The main draw of the game was that it was part of the Toys To Life fad. If you don’t know what this is, you basically get physical figures and a way to bring them to life in the game. With this, you get a ship dock attachment. You put the pilot into it, then attach the ship to it all, then you get the three weapons that it came with to swap out at your will. The big thing was that the ship base hooks right onto your controller so that you have it in front of you at all times. The down side to it all? It’s only moulded for the controller type of the platform you bought it on. So I played it on PlayStation 4. But I played it on my PlayStation 5 so that means I couldn’t attach the ship to my controller, so it had to sit by my TV the whole time. So if I wanted to swap anything, I had to stand up.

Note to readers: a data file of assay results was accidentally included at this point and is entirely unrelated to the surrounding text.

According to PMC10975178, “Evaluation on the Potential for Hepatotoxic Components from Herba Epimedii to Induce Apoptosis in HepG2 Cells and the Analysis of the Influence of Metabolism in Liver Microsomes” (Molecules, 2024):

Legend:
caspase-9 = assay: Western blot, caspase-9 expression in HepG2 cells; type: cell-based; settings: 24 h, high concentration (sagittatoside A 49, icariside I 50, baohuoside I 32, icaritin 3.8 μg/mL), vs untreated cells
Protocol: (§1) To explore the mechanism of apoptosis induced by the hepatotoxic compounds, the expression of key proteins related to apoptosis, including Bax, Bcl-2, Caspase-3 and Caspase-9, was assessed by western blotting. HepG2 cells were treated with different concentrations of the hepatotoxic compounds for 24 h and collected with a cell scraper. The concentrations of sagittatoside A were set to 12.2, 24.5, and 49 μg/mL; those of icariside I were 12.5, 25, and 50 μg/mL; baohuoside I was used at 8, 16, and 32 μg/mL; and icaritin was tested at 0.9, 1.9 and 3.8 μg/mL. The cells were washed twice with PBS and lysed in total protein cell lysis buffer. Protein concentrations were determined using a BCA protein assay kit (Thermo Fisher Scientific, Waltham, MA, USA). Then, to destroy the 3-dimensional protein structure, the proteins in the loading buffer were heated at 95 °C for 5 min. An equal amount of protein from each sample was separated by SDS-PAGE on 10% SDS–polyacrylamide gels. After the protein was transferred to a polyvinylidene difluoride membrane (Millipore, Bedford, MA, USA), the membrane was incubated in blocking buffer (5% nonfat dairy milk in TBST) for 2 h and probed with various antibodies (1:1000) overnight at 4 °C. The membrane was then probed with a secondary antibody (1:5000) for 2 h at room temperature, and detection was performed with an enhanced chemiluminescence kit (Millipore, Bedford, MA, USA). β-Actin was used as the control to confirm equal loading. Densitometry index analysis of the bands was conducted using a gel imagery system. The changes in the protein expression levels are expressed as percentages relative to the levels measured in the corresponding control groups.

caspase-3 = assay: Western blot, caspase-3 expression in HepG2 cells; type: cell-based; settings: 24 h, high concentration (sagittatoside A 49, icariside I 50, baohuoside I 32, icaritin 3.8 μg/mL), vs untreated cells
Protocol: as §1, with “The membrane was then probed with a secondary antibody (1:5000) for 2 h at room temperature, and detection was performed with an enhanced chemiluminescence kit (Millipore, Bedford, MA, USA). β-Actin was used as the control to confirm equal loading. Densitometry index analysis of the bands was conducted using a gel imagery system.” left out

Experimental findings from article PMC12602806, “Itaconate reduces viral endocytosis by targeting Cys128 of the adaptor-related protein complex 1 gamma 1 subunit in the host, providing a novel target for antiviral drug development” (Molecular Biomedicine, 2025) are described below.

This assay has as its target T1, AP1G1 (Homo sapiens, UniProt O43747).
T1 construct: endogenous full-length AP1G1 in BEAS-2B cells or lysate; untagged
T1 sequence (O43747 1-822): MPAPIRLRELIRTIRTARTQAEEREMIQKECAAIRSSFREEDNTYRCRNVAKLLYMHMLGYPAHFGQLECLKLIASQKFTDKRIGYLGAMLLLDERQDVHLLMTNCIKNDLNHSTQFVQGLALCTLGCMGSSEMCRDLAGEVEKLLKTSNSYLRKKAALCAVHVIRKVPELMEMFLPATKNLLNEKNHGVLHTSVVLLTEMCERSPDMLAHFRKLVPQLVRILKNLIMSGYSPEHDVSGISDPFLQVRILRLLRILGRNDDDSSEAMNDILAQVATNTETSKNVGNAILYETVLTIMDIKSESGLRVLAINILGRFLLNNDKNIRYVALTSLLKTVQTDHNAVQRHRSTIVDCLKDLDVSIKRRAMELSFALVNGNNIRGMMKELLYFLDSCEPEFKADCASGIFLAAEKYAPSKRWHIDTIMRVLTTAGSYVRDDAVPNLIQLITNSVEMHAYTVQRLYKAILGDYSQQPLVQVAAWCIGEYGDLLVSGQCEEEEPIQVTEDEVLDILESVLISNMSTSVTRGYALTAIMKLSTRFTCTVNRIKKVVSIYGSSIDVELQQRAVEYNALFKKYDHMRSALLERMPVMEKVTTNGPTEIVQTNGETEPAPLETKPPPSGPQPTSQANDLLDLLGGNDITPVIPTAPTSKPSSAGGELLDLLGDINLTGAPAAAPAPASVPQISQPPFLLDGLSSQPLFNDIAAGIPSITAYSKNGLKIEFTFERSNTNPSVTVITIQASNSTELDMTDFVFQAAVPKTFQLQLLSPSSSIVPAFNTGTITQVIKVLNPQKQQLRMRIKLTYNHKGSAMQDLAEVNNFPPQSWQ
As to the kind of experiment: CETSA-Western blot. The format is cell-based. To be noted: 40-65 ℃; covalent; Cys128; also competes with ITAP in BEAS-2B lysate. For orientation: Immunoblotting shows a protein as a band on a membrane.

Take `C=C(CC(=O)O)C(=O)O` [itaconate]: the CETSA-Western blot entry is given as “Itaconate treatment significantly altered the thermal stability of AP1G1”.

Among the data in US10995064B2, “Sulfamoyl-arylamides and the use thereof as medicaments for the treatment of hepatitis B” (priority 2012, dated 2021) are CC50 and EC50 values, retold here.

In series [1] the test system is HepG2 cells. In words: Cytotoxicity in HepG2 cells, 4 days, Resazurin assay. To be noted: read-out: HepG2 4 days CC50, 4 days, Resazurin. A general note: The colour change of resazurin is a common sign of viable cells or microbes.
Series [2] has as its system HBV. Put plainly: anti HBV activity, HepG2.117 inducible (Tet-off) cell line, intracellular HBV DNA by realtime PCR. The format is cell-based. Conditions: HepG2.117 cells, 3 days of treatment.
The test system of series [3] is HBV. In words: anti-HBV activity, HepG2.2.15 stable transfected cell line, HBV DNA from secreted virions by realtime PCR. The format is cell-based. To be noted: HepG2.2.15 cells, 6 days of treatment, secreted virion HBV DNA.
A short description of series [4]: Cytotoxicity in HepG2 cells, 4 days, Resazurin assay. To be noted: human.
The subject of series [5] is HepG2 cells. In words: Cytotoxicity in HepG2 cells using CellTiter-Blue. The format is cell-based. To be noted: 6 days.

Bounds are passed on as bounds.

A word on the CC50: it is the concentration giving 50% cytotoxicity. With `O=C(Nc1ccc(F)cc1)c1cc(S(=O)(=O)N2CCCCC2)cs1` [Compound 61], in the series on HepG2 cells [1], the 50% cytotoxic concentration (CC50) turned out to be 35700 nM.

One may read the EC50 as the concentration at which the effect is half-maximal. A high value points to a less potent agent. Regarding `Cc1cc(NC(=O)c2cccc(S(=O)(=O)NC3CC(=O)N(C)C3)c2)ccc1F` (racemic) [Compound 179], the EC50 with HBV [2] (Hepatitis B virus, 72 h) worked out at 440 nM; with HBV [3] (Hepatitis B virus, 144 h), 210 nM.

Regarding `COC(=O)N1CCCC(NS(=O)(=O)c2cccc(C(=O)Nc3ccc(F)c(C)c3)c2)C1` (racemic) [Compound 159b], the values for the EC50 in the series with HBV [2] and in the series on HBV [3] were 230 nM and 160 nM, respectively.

You unfortunately don’t get to unlock anything in game. Do you want to play as different characters, or ship, or use different weapons? You’ll need to find the physical version of it all, or buy it digitally. So you’re only given access to a machine gun, fire shot, and ice missiles if you don’t want to shell out the extra cash. Not many customization options in all honesty. So for the most part I just stuck with the machine gun and fire shot on my ship, as they were easily the best choices.